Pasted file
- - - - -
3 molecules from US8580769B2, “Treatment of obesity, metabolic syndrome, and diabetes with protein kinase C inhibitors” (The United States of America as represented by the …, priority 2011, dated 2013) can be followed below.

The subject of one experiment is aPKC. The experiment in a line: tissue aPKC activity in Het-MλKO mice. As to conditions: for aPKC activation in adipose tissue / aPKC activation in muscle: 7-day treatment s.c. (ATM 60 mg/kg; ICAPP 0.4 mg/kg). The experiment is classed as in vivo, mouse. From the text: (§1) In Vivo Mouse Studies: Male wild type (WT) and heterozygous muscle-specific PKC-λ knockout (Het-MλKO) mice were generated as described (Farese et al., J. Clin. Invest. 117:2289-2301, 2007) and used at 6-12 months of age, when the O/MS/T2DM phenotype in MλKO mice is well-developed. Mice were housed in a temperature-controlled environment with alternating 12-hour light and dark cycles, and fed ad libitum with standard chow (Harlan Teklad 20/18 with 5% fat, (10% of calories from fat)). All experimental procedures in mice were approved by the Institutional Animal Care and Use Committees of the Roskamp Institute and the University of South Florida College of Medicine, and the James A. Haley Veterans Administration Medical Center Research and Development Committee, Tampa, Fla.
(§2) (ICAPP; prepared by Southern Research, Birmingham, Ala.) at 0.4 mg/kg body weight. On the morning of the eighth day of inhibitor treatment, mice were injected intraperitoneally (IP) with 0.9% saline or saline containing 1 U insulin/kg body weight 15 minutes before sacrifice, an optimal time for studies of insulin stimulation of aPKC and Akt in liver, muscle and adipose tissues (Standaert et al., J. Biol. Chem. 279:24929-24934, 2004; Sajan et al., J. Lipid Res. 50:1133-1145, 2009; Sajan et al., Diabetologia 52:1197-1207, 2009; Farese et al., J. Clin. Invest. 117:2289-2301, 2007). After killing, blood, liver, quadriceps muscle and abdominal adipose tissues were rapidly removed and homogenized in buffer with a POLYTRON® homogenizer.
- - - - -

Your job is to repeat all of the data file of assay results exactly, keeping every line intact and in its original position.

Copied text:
3 molecules from US8580769B2, “Treatment of obesity, metabolic syndrome, and diabetes with protein kinase C inhibitors” (The United States of America as represented by the …, priority 2011, dated 2013) can be followed below.

The subject of one experiment is aPKC. The experiment in a line: tissue aPKC activity in Het-MλKO mice. As to conditions: for aPKC activation in adipose tissue / aPKC activation in muscle: 7-day treatment s.c. (ATM 60 mg/kg; ICAPP 0.4 mg/kg). The experiment is classed as in vivo, mouse. From the text: (§1) In Vivo Mouse Studies: Male wild type (WT) and heterozygous muscle-specific PKC-λ knockout (Het-MλKO) mice were generated as described (Farese et al., J. Clin. Invest. 117:2289-2301, 2007) and used at 6-12 months of age, when the O/MS/T2DM phenotype in MλKO mice is well-developed. Mice were housed in a temperature-controlled environment with alternating 12-hour light and dark cycles, and fed ad libitum with standard chow (Harlan Teklad 20/18 with 5% fat, (10% of calories from fat)). All experimental procedures in mice were approved by the Institutional Animal Care and Use Committees of the Roskamp Institute and the University of South Florida College of Medicine, and the James A. Haley Veterans Administration Medical Center Research and Development Committee, Tampa, Fla.
(§2) (ICAPP; prepared by Southern Research, Birmingham, Ala.) at 0.4 mg/kg body weight. On the morning of the eighth day of inhibitor treatment, mice were injected intraperitoneally (IP) with 0.9% saline or saline containing 1 U insulin/kg body weight 15 minutes before sacrifice, an optimal time for studies of insulin stimulation of aPKC and Akt in liver, muscle and adipose tissues (Standaert et al., J. Biol. Chem. 279:24929-24934, 2004; Sajan et al., J. Lipid Res. 50:1133-1145, 2009; Sajan et al., Diabetologia 52:1197-1207, 2009; Farese et al., J. Clin. Invest. 117:2289-2301, 2007). After killing, blood, liver, quadriceps muscle and abdominal adipose tissues were rapidly removed and homogenized in buffer with a POLYTRON® homogenizer.